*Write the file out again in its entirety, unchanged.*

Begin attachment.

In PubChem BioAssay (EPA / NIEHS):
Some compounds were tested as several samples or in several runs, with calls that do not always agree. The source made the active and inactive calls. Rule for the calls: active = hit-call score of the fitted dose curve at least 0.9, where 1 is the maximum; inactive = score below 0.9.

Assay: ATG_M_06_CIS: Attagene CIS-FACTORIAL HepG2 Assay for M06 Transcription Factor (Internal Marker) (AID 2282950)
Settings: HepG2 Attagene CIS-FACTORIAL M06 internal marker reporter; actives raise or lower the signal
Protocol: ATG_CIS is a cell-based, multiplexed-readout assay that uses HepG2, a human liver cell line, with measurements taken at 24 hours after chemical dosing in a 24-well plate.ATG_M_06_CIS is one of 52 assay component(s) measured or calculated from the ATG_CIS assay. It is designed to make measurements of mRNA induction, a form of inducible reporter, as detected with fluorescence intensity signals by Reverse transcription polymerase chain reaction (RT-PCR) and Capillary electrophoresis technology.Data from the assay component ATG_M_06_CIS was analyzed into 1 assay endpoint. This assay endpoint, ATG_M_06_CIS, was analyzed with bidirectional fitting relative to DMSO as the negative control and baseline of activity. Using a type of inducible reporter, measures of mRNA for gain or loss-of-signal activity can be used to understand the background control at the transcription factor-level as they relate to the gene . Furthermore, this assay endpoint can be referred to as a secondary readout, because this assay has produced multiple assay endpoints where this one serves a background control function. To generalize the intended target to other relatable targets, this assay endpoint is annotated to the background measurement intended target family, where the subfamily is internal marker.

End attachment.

In PubChem BioAssay (EPA / NIEHS):
Some compounds were tested as several samples or in several runs, with calls that do not always agree. The source made the active and inactive calls. Rule for the calls: active = hit-call score of the fitted dose curve at least 0.9, where 1 is the maximum; inactive = score below 0.9.

Assay: ATG_M_06_CIS: Attagene CIS-FACTORIAL HepG2 Assay for M06 Transcription Factor (Internal Marker) (AID 2282950)
Settings: HepG2 Attagene CIS-FACTORIAL M06 internal marker reporter; actives raise or lower the signal
Protocol: ATG_CIS is a cell-based, multiplexed-readout assay that uses HepG2, a human liver cell line, with measurements taken at 24 hours after chemical dosing in a 24-well plate.ATG_M_06_CIS is one of 52 assay component(s) measured or calculated from the ATG_CIS assay. It is designed to make measurements of mRNA induction, a form of inducible reporter, as detected with fluorescence intensity signals by Reverse transcription polymerase chain reaction (RT-PCR) and Capillary electrophoresis technology.Data from the assay component ATG_M_06_CIS was analyzed into 1 assay endpoint. This assay endpoint, ATG_M_06_CIS, was analyzed with bidirectional fitting relative to DMSO as the negative control and baseline of activity. Using a type of inducible reporter, measures of mRNA for gain or loss-of-signal activity can be used to understand the background control at the transcription factor-level as they relate to the gene . Furthermore, this assay endpoint can be referred to as a secondary readout, because this assay has produced multiple assay endpoints where this one serves a background control function. To generalize the intended target to other relatable targets, this assay endpoint is annotated to the background measurement intended target family, where the subfamily is internal marker.